I doubt there will be a higher bandwidth Moome card as i doubt there is much sales left anymore, there was talk about a new HDMI 2.0 card, but so far there has been no confirmation of that, and i dont know if there is any dacs capable of 200Mhz + pixel clock.
Last i looked Moomes home page was no longer active.
Title: Re: Evolution of CRT
Post by: DavidHir on December 14, 2016, 09:45:26 AM
I have appreciation for CRT as I first got into home theater in late 1999.  In early 2000 (Jan if I recall), my Dad bought a 61" Sony RPTV (4:3, 480i) and that's when it all started for me. 

I ended up buying a 57" Sony HD CRT RPTV (16:9, 1080i) in 2004 as it was the last model they made as they were being phased out, but I still remember those great blacks and analog looking image.

I've never seen a CRT front projector, but glad I don't have to deal with that as ceiling mounting those beasts must have been crazy and not sure it could even be support in my current theater room where my JVC ceiling mounts from inside of my closet.
Title: Re: Evolution of CRT
Post by: stridsvognen on December 14, 2016, 10:55:40 PM
I have appreciation for CRT as I first got into home theater in late 1999.  In early 2000 (Jan if I recall), my Dad bought a 61" Sony RPTV (4:3, 480i) and that's when it all started for me. 

I ended up buying a 57" Sony HD CRT RPTV (16:9, 1080i) in 2004 as it was the last model they made as they were being phased out, but I still remember those great blacks and analog looking image.

I've never seen a CRT front projector, but glad I don't have to deal with that as ceiling mounting those beasts must have been crazy and not sure it could even be support in my current theater room where my JVC ceiling mounts from inside of my closet.

It sure is not for everybody, you need to want it, and be pretty hardcore to go true with it..  Some years i got a taste of it, and was sold right away, but i sure hope that there some day will be a new digital projector that have some of the CRT qualities..
Title: Re: Evolution of CRT
Post by: alangouger on December 28, 2016, 08:16:25 PM
What is the status of CRT these days? I always felt nothing beat the image of CRT they look like an oil painting on the screen. As good as Digital is it still does not compare to a good CRT.
How wide of a screen are you guys doing these days?
Where do you get your support and parts?
Is there still a good source for projectors and parts?
Are further advancements still being made?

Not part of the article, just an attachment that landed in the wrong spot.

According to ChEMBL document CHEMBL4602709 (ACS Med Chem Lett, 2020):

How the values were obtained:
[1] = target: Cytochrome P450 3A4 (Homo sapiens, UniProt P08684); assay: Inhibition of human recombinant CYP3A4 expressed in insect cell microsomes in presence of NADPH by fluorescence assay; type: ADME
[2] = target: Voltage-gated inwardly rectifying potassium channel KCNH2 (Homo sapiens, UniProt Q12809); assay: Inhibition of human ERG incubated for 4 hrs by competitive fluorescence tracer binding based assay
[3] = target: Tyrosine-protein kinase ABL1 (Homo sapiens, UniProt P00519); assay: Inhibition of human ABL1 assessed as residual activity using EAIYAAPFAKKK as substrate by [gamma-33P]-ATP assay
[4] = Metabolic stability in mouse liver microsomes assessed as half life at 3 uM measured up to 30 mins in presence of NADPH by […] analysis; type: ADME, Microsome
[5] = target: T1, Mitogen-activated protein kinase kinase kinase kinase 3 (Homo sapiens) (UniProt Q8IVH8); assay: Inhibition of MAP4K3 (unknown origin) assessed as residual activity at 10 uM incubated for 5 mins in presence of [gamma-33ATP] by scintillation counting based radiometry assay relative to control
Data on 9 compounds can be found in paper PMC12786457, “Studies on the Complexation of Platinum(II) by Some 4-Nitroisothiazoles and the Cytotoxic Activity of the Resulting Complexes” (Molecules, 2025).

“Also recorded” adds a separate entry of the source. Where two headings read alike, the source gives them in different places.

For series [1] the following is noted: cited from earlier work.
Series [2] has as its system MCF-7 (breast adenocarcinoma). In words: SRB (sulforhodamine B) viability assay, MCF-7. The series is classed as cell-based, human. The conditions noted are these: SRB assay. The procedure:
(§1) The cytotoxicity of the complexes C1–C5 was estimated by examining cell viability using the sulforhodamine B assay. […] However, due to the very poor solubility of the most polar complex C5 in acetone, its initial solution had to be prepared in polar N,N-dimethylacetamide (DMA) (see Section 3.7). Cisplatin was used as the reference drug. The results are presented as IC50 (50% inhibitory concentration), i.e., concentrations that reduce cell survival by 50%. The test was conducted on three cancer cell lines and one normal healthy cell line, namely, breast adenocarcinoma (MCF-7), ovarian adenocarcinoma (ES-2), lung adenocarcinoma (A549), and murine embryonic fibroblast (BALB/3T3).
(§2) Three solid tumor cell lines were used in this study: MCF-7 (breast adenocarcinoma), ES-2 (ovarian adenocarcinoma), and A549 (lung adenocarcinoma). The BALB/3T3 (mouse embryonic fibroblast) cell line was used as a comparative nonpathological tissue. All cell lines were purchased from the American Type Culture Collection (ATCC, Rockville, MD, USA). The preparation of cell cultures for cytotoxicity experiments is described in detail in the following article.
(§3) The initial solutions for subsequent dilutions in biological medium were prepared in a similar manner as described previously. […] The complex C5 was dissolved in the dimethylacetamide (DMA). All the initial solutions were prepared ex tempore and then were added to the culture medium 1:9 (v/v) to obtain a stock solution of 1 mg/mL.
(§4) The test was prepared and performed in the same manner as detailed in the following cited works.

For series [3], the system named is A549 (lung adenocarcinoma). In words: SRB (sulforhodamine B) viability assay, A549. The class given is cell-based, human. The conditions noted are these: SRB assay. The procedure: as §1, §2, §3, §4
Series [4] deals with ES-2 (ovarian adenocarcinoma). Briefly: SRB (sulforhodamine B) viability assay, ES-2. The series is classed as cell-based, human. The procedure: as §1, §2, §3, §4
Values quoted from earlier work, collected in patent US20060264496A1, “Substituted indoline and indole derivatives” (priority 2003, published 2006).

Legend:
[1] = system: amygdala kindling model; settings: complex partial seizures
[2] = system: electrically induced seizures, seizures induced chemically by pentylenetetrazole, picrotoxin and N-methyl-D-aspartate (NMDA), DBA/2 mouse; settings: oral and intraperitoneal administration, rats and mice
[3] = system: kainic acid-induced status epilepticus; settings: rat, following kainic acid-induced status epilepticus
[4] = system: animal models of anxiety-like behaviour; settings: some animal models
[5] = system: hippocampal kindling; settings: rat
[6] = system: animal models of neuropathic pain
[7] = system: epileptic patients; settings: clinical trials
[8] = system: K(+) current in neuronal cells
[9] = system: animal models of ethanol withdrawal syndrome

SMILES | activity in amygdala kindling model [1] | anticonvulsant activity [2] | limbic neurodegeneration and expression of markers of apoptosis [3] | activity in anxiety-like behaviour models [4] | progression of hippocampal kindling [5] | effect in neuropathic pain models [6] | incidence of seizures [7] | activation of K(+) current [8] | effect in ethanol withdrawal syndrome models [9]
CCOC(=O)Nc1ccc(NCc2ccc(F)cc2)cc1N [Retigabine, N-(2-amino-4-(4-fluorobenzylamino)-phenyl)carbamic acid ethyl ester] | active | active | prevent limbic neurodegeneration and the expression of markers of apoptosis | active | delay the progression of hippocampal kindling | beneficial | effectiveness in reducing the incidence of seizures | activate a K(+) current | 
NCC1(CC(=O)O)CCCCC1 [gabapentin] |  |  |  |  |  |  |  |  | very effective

Good to see the CRT club keeping the sport alive.

Thank you!
 
Title: Re: Evolution of CRT
Post by: stridsvognen on December 29, 2016, 12:40:54 PM
For me its all alive, but ill guess with UHD comming up more and more will skip CRT,  as it looks to me the HD blu ray format is like perfect for the best CRT ( Marquee :-*)
I have collected close to 30 Marquee projectors, think ill be able to build close to 20 pcs with mint or new tubes.. so my personal sparepart depo is douing well.
the last few years the goverment has sold like around 500 Marquee projectors, lots of them were NIB NOS ones, so with the few CRT users left, and the huge amount of surplus projectors dumped out from simulator, planetarium instalations, i doubt we will be able to deplete Marquee parts.
New tubes are still produced, so its just a question of paying the price.

New mods are still under construction, after a lot of years with Mike Parker as the only one modding the Marquee videochain with mixed results, there is now more players in that game as well. So in near future there is now hope of buying stable well working mods, that can deliver in a decent timeframe.

The screen size is normaly 90-110" depending of personal preferences, a 90" can deliver a very dynamic punchy image.. 110" is also nice, as the size is a bit more impressive, but it will be hard to push more than 10fl without compromising the image quality to much.
Title: Re: Evolution of CRT
Post by: Jbmeyer13 on December 30, 2016, 06:42:26 AM
What is the status of CRT these days? I always felt nothing beat the image of CRT they look like an oil painting on the screen. As good as Digital is it still does not compare to a good CRT.
How wide of a screen are you guys doing these days?
Where do you get your support and parts?
Is there still a good source for projectors and parts?
Are further advancements still being made?

Good to see the CRT club keeping the sport alive.

Thank you!

Hey Alan,

My current Marquee was one of Galen's projectors; believe he sold you a similar one some years ago.  I'm running a 100" screen and with Strids help I'm cranking out 14ftl with a truly spectacular dynamic range.  The recent improvements have really taken the low end performance to another level; the ability to come out of black in a linear fashion is far superior to what it was just a few years ago let alone 10-yrs back.

There's no question that to achieve this with a Marquee is a lot of work and isn't for everyone.  Having said, with a BD source it provides for the most natural film like image.  Eventually (once all the color space issue are sorted out), there will be a 4K or 8K PJ that can display a 120"+ image from UHD sources that should be the next level in image fidelity.  I have a feeling it will be a good while before that becomes a reality.